With new technology and meditation on the cards, it’s clear that schools are getting serious about student health
Obesity, diabetes and cardiovascular disease are on the rise. And with various local health initiatives and global documentaries stressing this dangerous increase, it’s becoming more apparent that we need a wake-up call to keep our health on track.
But in order to instill good habits, it’s important to start learning about health from a young age.
We speak with residents who are rethinking health in a creative way for the youngest members of our community.
An apple a day
When it comes to health, one parent found that getting kids to take charge was the answer.
Parent Sam Turner found that kids at the British School Al Khubairat were bringing cookies instead of carrots and started sowing the seeds for a school initiative.
“Although I always make sure my child’s lunchbox is balanced, it turns out all lunchboxes are not created equal,” she laughs.
Inspired by UK schools, Sam introduced Fruit First, a scheme that makes it compulsory for kids to snack on fruit at first break time.
When promoting the project, Sam wanted to engage kids in the discussion:
“Getting parents involved is difficult, so we focused on kids to get them talking about their health,” explains Sam.
“We introduced the topic of fruit as a healthy option through assemblies, a poster competition and other methods to get them excited. Pester power definitely works!”
The scheme swept the school and Sam believes that “just this change of one piece of fruit a day is a huge positive”.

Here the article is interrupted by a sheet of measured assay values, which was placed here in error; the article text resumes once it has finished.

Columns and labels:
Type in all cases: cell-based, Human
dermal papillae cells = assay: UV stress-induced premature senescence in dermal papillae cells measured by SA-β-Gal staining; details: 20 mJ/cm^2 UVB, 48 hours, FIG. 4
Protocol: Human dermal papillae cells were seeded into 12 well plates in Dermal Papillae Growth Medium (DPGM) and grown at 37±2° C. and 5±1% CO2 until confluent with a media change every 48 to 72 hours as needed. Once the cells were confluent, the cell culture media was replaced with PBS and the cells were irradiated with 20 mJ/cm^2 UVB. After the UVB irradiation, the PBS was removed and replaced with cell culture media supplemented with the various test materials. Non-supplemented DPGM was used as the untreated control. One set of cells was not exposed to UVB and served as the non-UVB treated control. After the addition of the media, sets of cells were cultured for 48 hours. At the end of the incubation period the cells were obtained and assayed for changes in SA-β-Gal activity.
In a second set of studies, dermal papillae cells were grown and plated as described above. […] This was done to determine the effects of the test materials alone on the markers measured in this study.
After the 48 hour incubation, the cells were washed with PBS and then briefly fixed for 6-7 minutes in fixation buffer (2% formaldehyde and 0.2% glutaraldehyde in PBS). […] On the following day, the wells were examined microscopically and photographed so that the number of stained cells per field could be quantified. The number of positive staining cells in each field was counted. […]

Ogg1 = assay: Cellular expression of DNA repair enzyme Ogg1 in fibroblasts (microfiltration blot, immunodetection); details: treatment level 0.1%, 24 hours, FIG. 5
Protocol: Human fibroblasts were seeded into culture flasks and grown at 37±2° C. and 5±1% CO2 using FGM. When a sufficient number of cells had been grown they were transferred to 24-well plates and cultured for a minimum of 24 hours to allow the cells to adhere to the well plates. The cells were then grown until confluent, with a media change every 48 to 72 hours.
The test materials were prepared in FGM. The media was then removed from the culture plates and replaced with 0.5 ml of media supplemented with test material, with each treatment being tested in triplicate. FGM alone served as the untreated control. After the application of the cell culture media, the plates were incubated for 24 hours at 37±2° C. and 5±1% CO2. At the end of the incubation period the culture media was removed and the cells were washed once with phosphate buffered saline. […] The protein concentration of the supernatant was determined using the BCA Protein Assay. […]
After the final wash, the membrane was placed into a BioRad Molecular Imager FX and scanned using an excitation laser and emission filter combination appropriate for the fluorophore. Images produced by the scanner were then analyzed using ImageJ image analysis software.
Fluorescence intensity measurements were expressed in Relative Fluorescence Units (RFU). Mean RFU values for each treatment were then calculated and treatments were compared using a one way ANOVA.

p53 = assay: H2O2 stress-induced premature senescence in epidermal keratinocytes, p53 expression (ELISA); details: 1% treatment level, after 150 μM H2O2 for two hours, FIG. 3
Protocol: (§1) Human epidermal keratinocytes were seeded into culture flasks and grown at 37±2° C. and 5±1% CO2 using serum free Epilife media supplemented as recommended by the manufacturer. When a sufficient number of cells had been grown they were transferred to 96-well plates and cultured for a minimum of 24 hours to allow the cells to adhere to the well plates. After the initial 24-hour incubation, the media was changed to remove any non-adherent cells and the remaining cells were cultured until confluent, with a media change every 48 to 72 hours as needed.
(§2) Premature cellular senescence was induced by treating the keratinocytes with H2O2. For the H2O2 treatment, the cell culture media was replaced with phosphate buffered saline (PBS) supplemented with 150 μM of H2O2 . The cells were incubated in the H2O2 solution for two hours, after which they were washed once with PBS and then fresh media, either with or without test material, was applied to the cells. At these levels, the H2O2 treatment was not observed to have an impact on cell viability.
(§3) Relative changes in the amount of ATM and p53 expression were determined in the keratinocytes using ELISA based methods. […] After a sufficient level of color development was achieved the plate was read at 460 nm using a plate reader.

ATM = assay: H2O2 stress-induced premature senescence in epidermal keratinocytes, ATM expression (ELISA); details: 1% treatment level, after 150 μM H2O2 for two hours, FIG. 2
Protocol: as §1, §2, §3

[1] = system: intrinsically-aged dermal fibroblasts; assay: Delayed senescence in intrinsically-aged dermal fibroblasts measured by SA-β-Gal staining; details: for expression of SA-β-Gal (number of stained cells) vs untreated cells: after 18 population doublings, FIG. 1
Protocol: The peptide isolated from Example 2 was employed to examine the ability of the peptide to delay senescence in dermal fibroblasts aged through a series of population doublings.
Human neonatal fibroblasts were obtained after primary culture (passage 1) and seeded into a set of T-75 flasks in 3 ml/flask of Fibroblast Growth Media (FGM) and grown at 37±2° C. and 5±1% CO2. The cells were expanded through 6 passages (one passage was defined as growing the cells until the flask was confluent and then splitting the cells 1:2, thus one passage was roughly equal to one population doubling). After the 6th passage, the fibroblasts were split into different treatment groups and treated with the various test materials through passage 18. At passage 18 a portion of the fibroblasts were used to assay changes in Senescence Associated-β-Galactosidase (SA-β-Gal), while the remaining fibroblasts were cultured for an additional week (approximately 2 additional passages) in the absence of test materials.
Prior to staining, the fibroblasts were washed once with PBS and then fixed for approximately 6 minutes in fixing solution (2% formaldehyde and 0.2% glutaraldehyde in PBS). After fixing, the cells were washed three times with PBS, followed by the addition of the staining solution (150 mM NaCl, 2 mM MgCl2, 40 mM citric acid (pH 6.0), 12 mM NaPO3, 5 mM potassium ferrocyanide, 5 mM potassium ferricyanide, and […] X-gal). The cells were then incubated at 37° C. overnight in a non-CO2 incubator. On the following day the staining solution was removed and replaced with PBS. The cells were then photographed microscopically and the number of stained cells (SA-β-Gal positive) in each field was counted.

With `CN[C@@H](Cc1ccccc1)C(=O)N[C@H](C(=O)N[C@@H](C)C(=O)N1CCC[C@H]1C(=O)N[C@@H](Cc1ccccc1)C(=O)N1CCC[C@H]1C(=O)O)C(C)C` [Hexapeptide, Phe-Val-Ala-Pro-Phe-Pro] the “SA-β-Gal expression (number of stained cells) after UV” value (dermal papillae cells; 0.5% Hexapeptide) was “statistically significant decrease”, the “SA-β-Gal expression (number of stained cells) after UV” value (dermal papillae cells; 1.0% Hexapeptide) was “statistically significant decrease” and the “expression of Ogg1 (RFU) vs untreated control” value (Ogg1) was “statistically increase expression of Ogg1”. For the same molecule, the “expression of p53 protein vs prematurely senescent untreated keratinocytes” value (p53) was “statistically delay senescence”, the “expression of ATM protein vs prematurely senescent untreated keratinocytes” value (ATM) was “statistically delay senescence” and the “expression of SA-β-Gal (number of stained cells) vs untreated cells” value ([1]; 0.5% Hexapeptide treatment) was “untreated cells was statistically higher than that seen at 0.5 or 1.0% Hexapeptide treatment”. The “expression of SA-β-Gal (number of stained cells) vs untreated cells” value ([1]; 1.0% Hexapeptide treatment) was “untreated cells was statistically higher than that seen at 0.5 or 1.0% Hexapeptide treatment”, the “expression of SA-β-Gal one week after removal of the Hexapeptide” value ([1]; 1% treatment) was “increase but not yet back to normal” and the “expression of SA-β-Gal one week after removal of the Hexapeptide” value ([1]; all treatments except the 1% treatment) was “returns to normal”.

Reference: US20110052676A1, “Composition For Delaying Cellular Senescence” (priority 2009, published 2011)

A slice of what’s to come
Watching the waistline will take on a new meaning with some technology geared towards kids.
Faisal Al Hammadi and Hamad Al Shurafa developed Slices, with the aim of shaking up school meals to provide food that’s healthy and appealing to kids.
After winning a grant, the pair plans to develop their big idea with wearable technology to get both kids and parents involved with nutrition.
“We plan to create a smart watch so kids can use technology to pay for school meals,” explains Faisal. “But it’s more than that: all purchases will sync to a web portal that parents can check. It will also have a pedometer and activity monitor.”
“With the data, we’ll be able to create personalised nutrition programmes.”
The pair also runs a series of farm visits, cooking classes and seminars to get kids thinking more about where their food comes from.
Mini zen masters
Educational bodies are now realising the value of holistic health in students, too.
Pupils at Al Yasmina School have been attending meditation sessions two to three times a week after research showed its positive effects on a child’s overall wellbeing.
School counsellor Ashley Costello says it helps youngsters develop emotional and mental awareness at an early age.
“It calms the children down, and they’re better able to manage their emotions.
“In the playground during a misunderstanding, the child stays composed instead of reacting instantly. If they’re having a bad day, meditation can help them feel relaxed,” explains Ashley.
Teacher Georgia Hall adds: “We make the classroom calm, switch the lights off and ask students to find a comfy space. I put on a CD of meditation music and guide them with breathing techniques. Then we’ll have a discussion to evaluate how they feel about the session.”
Getting kids to sit still for 40 minutes took some time to master, but students eventually warmed up to the idea.
Ashely adds, “They improved academically, and teachers and parents noticed an improvement on the children’s focus.”